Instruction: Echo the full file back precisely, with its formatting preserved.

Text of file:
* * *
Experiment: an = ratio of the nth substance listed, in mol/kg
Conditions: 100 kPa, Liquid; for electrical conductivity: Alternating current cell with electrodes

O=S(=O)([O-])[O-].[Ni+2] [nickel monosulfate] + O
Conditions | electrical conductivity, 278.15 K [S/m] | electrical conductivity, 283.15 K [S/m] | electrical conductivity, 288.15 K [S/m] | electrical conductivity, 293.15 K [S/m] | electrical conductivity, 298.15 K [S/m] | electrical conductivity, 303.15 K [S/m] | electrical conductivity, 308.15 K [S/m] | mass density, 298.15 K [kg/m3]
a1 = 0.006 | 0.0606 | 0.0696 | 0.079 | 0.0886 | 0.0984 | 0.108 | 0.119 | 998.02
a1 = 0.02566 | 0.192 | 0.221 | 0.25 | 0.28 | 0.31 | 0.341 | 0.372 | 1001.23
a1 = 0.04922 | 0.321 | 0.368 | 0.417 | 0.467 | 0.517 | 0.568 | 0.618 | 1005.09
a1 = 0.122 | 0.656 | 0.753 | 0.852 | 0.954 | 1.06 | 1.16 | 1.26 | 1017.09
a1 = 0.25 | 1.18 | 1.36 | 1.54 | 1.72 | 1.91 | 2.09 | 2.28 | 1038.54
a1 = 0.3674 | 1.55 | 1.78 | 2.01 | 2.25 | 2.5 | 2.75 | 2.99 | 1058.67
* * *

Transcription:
Experiment: an = ratio of the nth substance listed, in mol/kg
Conditions: 100 kPa, Liquid; for electrical conductivity: Alternating current cell with electrodes

O=S(=O)([O-])[O-].[Ni+2] [nickel monosulfate] + O
Conditions | electrical conductivity, 278.15 K [S/m] | electrical conductivity, 283.15 K [S/m] | electrical conductivity, 288.15 K [S/m] | electrical conductivity, 293.15 K [S/m] | electrical conductivity, 298.15 K [S/m] | electrical conductivity, 303.15 K [S/m] | electrical conductivity, 308.15 K [S/m] | mass density, 298.15 K [kg/m3]
a1 = 0.006 | 0.0606 | 0.0696 | 0.079 | 0.0886 | 0.0984 | 0.108 | 0.119 | 998.02
a1 = 0.02566 | 0.192 | 0.221 | 0.25 | 0.28 | 0.31 | 0.341 | 0.372 | 1001.23
a1 = 0.04922 | 0.321 | 0.368 | 0.417 | 0.467 | 0.517 | 0.568 | 0.618 | 1005.09
a1 = 0.122 | 0.656 | 0.753 | 0.852 | 0.954 | 1.06 | 1.16 | 1.26 | 1017.09
a1 = 0.25 | 1.18 | 1.36 | 1.54 | 1.72 | 1.91 | 2.09 | 2.28 | 1038.54
a1 = 0.3674 | 1.55 | 1.78 | 2.01 | 2.25 | 2.5 | 2.75 | 2.99 | 1058.67